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os_trace(3)              BSD Library Functions Manual              os_trace(3)


NAME

     os_trace, os_trace_debug, os_trace_error, os_trace_fault -- trace message
     for the current activity


SYNOPSIS

     #include <os/trace.h>

     void
     os_trace(const char *format, ...);

     void
     os_trace_debug(const char *format, ...);

     void
     os_trace_error(const char *format, ...);

     void
     os_trace_fault(const char *format, ...);


DESCRIPTION

     This interface is deprecated and replaced by os_log(3).

     os_trace and its variants use a memory-only buffer to store the provided
     trace message.  Trace messages are correlated based on a new identifier
     assigned when an activity is created by the system, see
     os_activity_initiate(3).  The identifier is automatically carried across
     GCD and XPC boundaries.  This identifier provides a correlation point for
     intra and inter-process work based on that activity.

     Trace messages should never be done in tight loops as they may overrun
     the buffer pushing relevant trace messages out. Loss of those entries
     reduces the effectiveness of the trace mechanism.

     The API was designed to prevent strings from being recorded in the
     buffers for performance and privacy protection.  See os_log(3) for string
     and object support, among other features. The os_trace API set only sup-
     ports scalar types (float,double, etc.).  All unsupported types will emit
     UNSUP to the trace output.  The format string length does not factor into
     the trace buffer memory, although there is a maximum supported length of
     100 characters.

     Inappropriate use of strings in messages:

           os_trace("user %s logged in from hostname %s", username, host);

     Will output:

           user UNSUP logged in from hostname UNSUP

     There are four (4) types of trace messages: default, debug, error, and
     fault.

     os_trace is a "default" trace message.  The default category of messages
     are always recorded into the memory buffers regardless of the state of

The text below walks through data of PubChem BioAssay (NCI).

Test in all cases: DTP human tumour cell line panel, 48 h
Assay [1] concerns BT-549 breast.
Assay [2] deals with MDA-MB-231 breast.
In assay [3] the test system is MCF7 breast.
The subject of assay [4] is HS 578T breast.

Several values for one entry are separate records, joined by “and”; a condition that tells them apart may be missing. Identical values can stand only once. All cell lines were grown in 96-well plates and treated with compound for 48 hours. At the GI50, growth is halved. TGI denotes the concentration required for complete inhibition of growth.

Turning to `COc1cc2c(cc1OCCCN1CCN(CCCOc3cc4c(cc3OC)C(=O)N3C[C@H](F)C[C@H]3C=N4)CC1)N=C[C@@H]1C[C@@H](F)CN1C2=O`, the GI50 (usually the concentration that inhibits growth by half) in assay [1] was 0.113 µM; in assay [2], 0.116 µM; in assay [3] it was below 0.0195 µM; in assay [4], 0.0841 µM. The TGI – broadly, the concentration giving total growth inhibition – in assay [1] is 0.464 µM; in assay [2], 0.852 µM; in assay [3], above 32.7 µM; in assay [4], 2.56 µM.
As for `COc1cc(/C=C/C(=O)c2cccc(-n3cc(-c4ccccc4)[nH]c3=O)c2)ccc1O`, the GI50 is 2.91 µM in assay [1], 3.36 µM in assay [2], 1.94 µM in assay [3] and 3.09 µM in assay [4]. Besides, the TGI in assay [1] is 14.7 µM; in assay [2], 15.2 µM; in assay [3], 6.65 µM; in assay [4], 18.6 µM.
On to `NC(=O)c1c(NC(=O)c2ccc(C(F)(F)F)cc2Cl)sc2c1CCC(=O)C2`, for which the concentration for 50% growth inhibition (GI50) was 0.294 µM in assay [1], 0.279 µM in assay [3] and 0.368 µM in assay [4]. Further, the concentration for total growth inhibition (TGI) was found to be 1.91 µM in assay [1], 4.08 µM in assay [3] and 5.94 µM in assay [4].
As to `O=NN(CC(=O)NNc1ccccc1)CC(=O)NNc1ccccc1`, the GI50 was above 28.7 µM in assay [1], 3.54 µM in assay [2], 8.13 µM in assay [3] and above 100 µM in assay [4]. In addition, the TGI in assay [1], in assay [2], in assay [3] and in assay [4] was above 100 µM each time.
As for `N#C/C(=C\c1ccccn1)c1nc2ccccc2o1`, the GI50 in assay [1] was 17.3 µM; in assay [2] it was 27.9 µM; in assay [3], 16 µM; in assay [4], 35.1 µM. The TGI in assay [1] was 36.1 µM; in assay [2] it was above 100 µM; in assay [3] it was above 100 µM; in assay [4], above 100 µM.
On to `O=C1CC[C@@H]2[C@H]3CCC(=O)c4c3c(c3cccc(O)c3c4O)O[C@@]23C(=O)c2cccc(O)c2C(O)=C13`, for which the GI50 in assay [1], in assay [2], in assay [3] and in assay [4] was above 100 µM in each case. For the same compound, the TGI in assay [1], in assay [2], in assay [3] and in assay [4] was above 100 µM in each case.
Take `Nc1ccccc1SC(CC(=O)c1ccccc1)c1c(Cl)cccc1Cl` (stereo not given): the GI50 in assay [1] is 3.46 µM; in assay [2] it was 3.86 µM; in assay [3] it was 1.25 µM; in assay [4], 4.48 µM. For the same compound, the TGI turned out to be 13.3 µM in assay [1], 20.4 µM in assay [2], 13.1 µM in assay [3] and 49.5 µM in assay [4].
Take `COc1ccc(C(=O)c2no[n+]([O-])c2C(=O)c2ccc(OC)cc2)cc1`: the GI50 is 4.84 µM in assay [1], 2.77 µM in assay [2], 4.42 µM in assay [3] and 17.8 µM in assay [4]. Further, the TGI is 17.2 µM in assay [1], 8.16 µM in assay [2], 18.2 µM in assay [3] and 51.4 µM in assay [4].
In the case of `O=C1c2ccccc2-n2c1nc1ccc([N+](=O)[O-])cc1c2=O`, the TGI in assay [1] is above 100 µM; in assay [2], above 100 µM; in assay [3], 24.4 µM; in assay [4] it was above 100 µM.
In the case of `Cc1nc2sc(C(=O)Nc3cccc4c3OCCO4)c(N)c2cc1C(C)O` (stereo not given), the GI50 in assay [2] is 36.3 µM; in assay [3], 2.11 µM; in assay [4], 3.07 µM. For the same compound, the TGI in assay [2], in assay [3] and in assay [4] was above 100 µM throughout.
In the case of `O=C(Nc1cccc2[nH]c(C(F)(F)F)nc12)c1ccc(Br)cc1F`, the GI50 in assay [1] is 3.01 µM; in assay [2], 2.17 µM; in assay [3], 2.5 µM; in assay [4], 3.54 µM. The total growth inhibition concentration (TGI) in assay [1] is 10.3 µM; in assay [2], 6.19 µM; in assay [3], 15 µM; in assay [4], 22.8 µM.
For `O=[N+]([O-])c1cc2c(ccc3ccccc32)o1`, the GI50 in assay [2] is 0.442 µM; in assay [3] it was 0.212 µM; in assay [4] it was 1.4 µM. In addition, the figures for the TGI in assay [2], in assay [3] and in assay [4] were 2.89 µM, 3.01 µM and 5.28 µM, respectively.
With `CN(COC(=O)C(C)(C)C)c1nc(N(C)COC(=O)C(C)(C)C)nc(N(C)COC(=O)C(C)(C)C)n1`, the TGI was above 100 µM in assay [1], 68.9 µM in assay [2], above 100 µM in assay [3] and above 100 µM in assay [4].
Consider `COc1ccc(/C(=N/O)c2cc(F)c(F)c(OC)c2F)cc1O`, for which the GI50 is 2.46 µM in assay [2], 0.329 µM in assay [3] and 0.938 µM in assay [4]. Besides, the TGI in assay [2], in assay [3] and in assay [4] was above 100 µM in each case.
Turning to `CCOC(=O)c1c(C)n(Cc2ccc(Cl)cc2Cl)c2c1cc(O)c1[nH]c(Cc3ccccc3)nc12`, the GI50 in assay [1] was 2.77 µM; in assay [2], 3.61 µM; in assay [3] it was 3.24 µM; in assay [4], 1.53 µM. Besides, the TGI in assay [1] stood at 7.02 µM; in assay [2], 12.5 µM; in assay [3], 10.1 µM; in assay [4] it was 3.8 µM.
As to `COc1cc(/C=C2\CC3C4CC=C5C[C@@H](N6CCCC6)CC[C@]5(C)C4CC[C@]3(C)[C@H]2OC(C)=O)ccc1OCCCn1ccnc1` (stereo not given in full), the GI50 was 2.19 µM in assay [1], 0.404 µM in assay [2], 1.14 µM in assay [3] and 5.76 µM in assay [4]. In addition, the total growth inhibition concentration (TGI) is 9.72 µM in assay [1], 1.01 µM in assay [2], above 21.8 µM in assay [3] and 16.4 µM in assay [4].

the process.  Limit use to messages that would help diagnose a failure,
     crash, etc.

           os_trace("issue query for record type: %d, timeout: %d", recType, timeout);

     os_trace_debug is a "debug" trace message.  The debug category of mes-
     sages are only recorded if the process is under a debugger or is specifi-
     cally requested to include debug messages.  Debug messages should be used
     for development use while debugging a problem.

     os_trace_error is an "error" trace message.  The error category of mes-
     sages should be used when a process encounters a soft-error (i.e., an
     unexpected error that was successfully avoided).

     os_trace_fault is a "fault" trace message.  The fault category of mes-
     sages should be used when a process is about to crash or would otherwise
     crash but recovered.  This call causes a collection of all buffers
     related to activity that triggered the fault.  The buffers are analyzed
     and may be provided in crash/spin reports.


EXAMPLES

     Example use of trace messages.

           #include <os/trace.h>
           #include <pwd.h>

           uid_t uid;

           os_trace("looking up user %d", uid);
           struct passwd *pwd = getpwuid(uid);
           if (pwd == NULL) {
               os_trace_error("failed to lookup user %d", uid);
               return ENOENT;
           }

           error = _openPref(pwd->pw_name, pwd->pw_dir);
           if (error) {
               os_trace_error("failed to open prefs %d", error);
               return error;
           }


CAVEATS

     Please note that os_trace is printf-like, but not printf-compatible. For-
     mat specifiers should be exactly matched to the types of the arguments
     being used to fill them.


SEE ALSO

     os_log(3), os_log_create(3), os_activity_initiate(3)

Darwin                           June 2, 2016                           Darwin

Mac OS X 10.13.1 - Generated Wed Nov 8 15:35:37 CST 2017
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